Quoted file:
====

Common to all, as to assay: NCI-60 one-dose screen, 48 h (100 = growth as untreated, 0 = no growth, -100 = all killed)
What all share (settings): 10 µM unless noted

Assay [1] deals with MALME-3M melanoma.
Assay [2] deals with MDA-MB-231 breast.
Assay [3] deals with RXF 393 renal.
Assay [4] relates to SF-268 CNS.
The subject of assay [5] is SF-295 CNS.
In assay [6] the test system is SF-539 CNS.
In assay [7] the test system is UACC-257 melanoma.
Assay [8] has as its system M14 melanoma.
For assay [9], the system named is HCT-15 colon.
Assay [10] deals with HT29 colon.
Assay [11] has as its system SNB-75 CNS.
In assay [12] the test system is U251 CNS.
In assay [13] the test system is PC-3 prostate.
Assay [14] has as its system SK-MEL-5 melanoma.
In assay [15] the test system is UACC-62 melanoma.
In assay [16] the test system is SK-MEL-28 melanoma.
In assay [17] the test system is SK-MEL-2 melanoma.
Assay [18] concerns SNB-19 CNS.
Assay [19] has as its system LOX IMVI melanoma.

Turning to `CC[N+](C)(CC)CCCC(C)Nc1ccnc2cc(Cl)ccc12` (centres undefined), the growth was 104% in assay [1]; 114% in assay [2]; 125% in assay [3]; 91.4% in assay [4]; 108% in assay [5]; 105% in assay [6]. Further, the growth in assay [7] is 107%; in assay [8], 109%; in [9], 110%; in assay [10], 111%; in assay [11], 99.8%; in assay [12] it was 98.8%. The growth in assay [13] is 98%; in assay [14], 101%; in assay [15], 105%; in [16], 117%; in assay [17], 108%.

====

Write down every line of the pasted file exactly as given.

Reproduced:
Common to all, as to assay: NCI-60 one-dose screen, 48 h (100 = growth as untreated, 0 = no growth, -100 = all killed)
What all share (settings): 10 µM unless noted

Assay [1] deals with MALME-3M melanoma.
Assay [2] deals with MDA-MB-231 breast.
Assay [3] deals with RXF 393 renal.
Assay [4] relates to SF-268 CNS.
The subject of assay [5] is SF-295 CNS.
In assay [6] the test system is SF-539 CNS.
In assay [7] the test system is UACC-257 melanoma.
Assay [8] has as its system M14 melanoma.
For assay [9], the system named is HCT-15 colon.
Assay [10] deals with HT29 colon.
Assay [11] has as its system SNB-75 CNS.
In assay [12] the test system is U251 CNS.
In assay [13] the test system is PC-3 prostate.
Assay [14] has as its system SK-MEL-5 melanoma.
In assay [15] the test system is UACC-62 melanoma.
In assay [16] the test system is SK-MEL-28 melanoma.
In assay [17] the test system is SK-MEL-2 melanoma.
Assay [18] concerns SNB-19 CNS.
Assay [19] has as its system LOX IMVI melanoma.

Turning to `CC[N+](C)(CC)CCCC(C)Nc1ccnc2cc(Cl)ccc12` (centres undefined), the growth was 104% in assay [1]; 114% in assay [2]; 125% in assay [3]; 91.4% in assay [4]; 108% in assay [5]; 105% in assay [6]. Further, the growth in assay [7] is 107%; in assay [8], 109%; in [9], 110%; in assay [10], 111%; in assay [11], 99.8%; in assay [12] it was 98.8%. The growth in assay [13] is 98%; in assay [14], 101%; in assay [15], 105%; in [16], 117%; in assay [17], 108%.